The role of wide-bandgap semiconductors in advanced technologies is increasing every year. New experimental approaches provide a rapid transition from large-area planar LEDs to micro- and nanoscale LEDs used in augmented reality systems, optical communication and optical microscopy beyond diffraction limitations.
Wide-bandgap materials of a new generation, such as gallium oxide, define the face of power electronics of the XXI century in applications related to electric vehicles, electric trains, distribution systems, as well as high and low voltage switching networks.
Activities of the Laboratory
The research goal of the project is to find out how high concentrations of point defects and associated elastic stresses in wide-bandgap semiconductors based on gallium oxide can overcome the main disadvantages of such a system: low thermal conductivity, absence of impurities or defects that create effective hole conductivity, pronounced polymorphism, strong metastability of properties. All this currently slows down the introduction of devices based on gallium oxide into real electronic and optoelectronic devices and hinders the commercialization of technologies based on this material.
The scientists of the project demonstrated the possibility of manufacturing a new material and effectively managing its properties using an economical technology of its cultivation. Ga2O3 is a promising alternative to silicon in power semiconductor electronic devices and allows one to work with higher voltages, at higher temperatures and with less power loss.
The group of Professor Vladimir Nikolaev managed to grow thick α-Ga2O3 films with a sufficiently high structural perfection and introduce impurity tin atoms into them, supplying electrons and changing the conductivity of the films in a very wide range. Researchers led by Professor Alexander Polyakov created test diode structures from the prepared films and studied in detail the electronic properties of the material, as well as the electronic structure of the impurities and defects present in it. The results obtained inspire optimism about the prospects of using Ga2O3 in power devices, but very serious additional research will be required to increase the stability of the material and improve its characteristics and their reproducibility.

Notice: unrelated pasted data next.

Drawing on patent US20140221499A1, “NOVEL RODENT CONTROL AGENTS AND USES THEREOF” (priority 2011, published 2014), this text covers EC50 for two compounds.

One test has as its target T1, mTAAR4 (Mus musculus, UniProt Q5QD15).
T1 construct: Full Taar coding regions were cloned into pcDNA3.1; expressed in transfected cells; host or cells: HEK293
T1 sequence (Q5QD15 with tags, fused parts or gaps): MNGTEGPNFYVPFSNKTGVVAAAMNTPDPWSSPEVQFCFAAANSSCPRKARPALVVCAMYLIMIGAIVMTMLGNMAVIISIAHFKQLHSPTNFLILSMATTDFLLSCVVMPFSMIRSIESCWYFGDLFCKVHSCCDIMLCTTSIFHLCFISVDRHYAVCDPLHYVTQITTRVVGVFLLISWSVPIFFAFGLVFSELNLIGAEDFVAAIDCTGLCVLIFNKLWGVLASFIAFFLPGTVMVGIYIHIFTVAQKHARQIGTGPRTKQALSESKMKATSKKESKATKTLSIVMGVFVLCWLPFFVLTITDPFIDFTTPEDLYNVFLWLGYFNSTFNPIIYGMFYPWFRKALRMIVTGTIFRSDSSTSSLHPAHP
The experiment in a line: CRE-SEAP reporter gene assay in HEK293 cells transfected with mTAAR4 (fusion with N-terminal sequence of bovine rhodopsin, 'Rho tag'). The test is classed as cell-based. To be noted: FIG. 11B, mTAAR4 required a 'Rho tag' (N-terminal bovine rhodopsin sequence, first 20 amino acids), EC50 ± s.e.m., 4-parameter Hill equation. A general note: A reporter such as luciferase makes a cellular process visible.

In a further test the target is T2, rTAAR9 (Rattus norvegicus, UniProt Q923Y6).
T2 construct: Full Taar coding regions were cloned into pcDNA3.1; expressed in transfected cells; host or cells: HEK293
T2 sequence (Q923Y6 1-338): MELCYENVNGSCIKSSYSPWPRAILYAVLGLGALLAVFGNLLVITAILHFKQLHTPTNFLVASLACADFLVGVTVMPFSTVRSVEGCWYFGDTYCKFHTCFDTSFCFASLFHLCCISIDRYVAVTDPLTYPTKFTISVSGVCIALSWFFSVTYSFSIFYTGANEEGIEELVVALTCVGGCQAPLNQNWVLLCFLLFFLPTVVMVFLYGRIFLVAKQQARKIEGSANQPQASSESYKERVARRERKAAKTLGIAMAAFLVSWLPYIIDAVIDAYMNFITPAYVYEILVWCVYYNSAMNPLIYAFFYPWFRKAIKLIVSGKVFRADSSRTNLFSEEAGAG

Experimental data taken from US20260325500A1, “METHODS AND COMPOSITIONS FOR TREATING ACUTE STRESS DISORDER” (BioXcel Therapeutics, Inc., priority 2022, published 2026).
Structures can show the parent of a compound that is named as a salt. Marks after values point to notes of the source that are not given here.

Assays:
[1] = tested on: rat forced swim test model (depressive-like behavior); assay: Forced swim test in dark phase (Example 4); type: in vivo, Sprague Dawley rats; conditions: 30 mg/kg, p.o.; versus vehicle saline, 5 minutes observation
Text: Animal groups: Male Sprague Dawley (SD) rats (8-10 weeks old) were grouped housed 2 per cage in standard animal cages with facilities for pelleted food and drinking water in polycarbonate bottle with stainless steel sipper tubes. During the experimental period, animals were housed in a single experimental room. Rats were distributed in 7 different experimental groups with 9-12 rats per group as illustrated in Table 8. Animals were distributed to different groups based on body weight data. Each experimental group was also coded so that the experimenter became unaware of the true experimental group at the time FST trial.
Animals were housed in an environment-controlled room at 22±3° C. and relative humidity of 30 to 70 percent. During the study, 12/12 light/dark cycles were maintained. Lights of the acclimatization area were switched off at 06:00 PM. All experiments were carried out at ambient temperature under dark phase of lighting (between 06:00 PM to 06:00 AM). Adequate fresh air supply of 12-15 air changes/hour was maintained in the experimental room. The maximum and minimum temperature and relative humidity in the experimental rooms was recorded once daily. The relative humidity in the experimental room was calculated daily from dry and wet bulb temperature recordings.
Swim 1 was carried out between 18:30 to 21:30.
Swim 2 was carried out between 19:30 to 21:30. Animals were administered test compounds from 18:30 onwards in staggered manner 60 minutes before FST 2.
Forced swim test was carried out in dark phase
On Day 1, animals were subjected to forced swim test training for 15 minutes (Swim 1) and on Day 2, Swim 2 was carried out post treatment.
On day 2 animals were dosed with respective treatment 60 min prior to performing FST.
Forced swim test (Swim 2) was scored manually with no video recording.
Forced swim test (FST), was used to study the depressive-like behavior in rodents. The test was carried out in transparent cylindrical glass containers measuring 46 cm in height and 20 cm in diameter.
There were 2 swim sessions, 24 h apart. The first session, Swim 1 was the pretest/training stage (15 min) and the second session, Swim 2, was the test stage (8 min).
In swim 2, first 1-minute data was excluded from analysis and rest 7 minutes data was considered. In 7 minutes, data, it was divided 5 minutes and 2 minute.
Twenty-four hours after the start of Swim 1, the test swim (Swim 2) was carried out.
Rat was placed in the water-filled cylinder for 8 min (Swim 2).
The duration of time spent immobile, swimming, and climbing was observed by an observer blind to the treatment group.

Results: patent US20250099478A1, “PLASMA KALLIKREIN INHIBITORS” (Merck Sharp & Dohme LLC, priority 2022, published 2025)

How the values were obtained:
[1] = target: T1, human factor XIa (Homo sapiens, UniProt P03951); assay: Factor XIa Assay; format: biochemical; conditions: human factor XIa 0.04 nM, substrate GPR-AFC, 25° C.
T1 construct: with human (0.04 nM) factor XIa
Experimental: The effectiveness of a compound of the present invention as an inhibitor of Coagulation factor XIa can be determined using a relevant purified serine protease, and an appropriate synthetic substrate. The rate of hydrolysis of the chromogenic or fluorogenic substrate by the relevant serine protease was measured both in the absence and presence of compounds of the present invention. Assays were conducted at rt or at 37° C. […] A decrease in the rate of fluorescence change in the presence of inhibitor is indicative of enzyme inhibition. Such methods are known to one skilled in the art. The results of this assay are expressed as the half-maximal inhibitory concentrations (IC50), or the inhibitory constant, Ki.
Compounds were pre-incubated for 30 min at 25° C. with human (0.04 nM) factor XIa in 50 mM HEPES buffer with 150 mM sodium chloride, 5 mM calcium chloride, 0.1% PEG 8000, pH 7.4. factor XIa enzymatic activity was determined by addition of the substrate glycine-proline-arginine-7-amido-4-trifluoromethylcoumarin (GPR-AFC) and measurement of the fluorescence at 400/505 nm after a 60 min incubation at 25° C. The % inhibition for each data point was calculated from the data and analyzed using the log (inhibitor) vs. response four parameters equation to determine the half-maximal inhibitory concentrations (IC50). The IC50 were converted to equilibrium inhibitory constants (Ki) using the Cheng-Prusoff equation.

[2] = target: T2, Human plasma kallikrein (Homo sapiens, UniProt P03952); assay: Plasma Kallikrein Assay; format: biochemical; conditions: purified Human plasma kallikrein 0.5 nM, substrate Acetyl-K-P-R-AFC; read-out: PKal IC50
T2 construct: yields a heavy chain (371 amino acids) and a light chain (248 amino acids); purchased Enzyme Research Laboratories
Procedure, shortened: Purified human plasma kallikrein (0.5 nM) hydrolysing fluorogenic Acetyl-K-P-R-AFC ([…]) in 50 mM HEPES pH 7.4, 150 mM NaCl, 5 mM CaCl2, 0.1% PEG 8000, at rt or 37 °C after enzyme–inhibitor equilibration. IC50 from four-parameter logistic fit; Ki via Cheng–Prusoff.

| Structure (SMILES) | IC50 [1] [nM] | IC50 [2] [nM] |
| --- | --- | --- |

The research team of the Laboratory of Ultra-wide Bandgap Semiconductors actively cooperates with the University of Kore (South Korea), the University of Oslo (Norway), the University of Florida, the Ioffe Institute (St. Petersburg), Tomsk University, the Kurchatov Institute, etc.
The laboratory will become a Russian coordination center for research of fundamental properties and physics of devices based on wide-bandgap materials: gallium oxide, nitrides of the third group, diamond, silicon carbide, etc. In particular, in the near future efforts will be focused on comprehensive studies of the gallium oxide system.